Chapter 9 - Dual resident payers


9.1 Recommendation 7 applies to dual resident entities. It is similar to Recommendation 6, in that it deals with a situation where a single payment is deductible in two countries. However, in this case there is only one entity involved, and both countries regard it as a resident. Since it is not easy to differentiate between the two countries, Recommendation 7.1 is for both countries to deny the deduction to the extent that it is offset against non-dual inclusion income. As with Recommendation 6, any deduction that is disallowed can be offset against dual inclusion income arising in a later period.

9.2 Since only one taxpayer is involved, there is no limitation on the scope of Recommendation 7.

9.3 If both residence countries have hybrid rules, it is possible for the disallowance to give rise to double taxation – for example, if it is offset against non-dual inclusion income in both jurisdictions (see Final Report, Example 7.1). However, given that dual residence status is in most cases deliberate rather than accidental, it should be possible for taxpayers to be aware of the possibility of double taxation, and by adopting simpler structures, avoid it.

Application to New Zealand

9.4 New Zealand already denies a dual resident company the ability to use a loss to offset the income of other group companies (section IC 7(2)) and to join a tax consolidated group (section FM 31). While this substantially limits the kinds of structures that can give rise to double non-taxation using a dual resident company resident in New Zealand, it does not mean that there are no such opportunities. For instance, New Zealand could not be Country A in the Final Report’s Example 7.1, but it could be Country B.

9.5 The dual resident payer rule raises a number of issues that have been considered in previous chapters. In particular:

  • because a deduction is allowed to the extent of dual inclusion income, dual inclusion income needs to be defined – this is considered in Chapter 6;
  • determining whether or not a payment is deductible in the other country may require that issue to be determined earlier than when a deduction arises in that country, in which case the ordinary rules applying in that country should govern the question. At the same time the question requires certain entity specific rules in that country to be taken into account;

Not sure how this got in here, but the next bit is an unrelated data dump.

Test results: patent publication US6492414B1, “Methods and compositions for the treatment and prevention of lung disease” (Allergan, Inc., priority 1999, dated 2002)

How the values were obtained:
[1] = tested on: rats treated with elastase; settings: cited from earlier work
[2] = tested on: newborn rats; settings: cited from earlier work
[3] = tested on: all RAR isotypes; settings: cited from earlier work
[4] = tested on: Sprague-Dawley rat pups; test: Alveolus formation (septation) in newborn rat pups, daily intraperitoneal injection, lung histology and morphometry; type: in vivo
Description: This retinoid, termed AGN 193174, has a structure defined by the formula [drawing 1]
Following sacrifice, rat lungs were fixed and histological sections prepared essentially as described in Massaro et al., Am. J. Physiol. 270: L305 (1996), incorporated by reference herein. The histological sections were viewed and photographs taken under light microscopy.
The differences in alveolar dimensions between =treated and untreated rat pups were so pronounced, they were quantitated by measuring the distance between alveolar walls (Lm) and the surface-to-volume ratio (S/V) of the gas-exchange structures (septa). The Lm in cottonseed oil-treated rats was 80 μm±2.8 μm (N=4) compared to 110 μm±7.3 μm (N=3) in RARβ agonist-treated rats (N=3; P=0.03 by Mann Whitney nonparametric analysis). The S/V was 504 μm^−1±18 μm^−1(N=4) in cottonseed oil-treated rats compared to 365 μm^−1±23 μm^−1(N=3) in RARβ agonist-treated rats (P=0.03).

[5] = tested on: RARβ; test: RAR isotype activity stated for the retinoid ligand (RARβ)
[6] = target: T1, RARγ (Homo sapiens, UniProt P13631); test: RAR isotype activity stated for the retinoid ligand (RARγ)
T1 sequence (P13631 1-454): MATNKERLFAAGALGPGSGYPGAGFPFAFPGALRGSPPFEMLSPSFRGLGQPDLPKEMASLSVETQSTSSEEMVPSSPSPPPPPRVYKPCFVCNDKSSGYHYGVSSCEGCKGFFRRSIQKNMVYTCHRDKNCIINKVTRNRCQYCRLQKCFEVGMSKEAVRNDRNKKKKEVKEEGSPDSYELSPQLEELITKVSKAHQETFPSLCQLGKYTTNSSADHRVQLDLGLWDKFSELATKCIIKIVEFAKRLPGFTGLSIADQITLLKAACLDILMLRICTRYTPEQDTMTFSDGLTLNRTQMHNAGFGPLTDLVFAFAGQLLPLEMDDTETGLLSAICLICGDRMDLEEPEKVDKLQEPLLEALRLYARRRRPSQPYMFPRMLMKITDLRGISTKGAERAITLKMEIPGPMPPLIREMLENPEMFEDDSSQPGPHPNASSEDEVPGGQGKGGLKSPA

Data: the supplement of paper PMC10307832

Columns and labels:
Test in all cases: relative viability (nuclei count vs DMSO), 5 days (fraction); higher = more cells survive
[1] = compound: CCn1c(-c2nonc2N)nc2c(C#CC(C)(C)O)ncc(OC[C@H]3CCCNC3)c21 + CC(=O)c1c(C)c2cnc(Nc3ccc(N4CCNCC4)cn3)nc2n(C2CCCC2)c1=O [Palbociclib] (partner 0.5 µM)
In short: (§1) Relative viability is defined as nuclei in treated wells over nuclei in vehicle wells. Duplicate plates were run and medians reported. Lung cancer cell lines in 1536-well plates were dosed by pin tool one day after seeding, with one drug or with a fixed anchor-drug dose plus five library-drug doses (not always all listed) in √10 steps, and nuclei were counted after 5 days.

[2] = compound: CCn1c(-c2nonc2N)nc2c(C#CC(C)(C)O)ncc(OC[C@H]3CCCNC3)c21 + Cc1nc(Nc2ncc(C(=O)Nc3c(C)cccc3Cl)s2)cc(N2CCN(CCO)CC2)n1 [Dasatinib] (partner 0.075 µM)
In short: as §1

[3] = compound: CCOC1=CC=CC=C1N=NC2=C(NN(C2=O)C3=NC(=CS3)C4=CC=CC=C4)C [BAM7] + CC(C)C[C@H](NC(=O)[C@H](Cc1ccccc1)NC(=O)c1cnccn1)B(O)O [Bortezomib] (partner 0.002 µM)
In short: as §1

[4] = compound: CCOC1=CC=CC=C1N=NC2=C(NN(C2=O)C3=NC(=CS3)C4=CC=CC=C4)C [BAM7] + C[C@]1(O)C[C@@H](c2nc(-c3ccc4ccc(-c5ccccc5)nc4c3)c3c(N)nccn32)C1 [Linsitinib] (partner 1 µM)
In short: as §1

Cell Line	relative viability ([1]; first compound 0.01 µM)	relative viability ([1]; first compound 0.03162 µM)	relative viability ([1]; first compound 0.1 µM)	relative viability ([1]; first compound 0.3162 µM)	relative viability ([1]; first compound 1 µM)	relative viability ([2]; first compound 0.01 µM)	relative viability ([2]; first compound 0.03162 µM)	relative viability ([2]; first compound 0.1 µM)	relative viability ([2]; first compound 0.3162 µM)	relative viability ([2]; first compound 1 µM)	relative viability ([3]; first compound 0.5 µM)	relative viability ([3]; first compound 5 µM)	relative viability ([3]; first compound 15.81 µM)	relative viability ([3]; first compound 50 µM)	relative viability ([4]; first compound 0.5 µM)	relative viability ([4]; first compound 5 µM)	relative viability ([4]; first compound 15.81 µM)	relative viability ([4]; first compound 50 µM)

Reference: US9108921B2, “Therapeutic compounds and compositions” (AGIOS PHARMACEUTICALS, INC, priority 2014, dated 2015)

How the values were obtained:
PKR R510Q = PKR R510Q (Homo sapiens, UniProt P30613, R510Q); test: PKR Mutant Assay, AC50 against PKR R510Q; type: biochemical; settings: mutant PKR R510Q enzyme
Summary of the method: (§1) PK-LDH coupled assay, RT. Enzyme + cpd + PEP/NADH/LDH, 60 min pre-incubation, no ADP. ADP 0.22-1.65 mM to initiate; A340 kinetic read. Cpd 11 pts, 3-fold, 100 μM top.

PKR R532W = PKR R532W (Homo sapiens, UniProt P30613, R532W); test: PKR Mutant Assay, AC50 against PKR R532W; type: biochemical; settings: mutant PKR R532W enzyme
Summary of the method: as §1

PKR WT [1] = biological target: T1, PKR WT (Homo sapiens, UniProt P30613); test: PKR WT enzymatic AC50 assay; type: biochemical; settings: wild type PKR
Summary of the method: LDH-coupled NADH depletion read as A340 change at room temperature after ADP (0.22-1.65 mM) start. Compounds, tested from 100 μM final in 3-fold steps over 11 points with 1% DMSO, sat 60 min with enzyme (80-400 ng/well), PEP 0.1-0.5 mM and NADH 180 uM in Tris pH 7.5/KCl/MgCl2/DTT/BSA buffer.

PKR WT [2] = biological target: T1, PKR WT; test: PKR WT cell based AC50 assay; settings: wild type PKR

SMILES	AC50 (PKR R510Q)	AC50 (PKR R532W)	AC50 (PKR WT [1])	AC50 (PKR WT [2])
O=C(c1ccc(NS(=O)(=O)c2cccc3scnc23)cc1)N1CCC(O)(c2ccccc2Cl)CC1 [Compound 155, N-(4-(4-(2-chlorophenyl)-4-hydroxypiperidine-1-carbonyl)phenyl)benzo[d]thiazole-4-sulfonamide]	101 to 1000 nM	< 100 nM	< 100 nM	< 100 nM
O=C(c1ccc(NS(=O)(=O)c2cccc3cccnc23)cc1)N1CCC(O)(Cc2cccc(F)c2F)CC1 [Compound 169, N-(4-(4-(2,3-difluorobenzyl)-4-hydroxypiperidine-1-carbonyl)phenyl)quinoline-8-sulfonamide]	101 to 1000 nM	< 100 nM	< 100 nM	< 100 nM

• the rule can sensibly apply to non-cash deductions such as depreciation and amortisation. Accordingly it is not necessary to restrict it to payments;
  • some equity returns that are tax exempt or tax credited on the basis that they are paid out of tax paid income should still be treated as dual inclusion income;
  • disallowed amounts should be able to be carried forward and offset against dual inclusion income arising in a later year. Carry-forward will be limited in the same way as it is limited for losses;
  • attributed income under CFC rules cannot be treated as dual inclusion income;
  • credit for underlying foreign taxes may be limited; and
  • if an entity is unable to carry forward its disallowed loss in one country, the other country can allow the loss to be deducted (see Final Report, Example 7.1 paragraph 13).

Submission point 9A

Submissions are sought on the OECD’s Recommendation 7 and any issues that may arise in relation to its implementation in New Zealand.

DTA dual resident rule suggestion

9.6 In Chapter 13 of the Final Report it is suggested that countries should consider inserting into their domestic law a rule that deems an entity not to be resident if that entity is resident of another country through the operation of a DTA.[58]

9.7 If incorporated into New Zealand law, this rule would prevent an entity benefitting from a mismatch between New Zealand’s domestic law definition of residence and the definition of residence found in any of New Zealand’s bilateral DTAs.

9.8 Canada[59] and the UK[60] have domestic law to this effect. New Zealand law currently features a series of provisions that ensure that an entity that is non-resident under a DTA cannot access various features of the New Zealand tax system (such as maintaining an imputation credit account).[61] However, New Zealand’s rules are not comprehensive, which potentially allows room for abuse. In particular, a company could manipulate its place of effective management under a DTA to avoid New Zealand’s corporate migration rules (as they do not provide for a company becoming non-resident under a treaty).

Submission point 9B

Submissions are sought as to the OECD’s DTA dual resident rule suggestion.

 

58 At para 432.

59 Section 250(5) of the Income Tax Act 1985 (Canada).

60 Section 18 of the Corporation Tax Act 2009 (United Kingdom).

61 See, for instance, sections FN 4, FO 3, HA 6, IC 7, and OB 1 of the Income Tax Act 2007.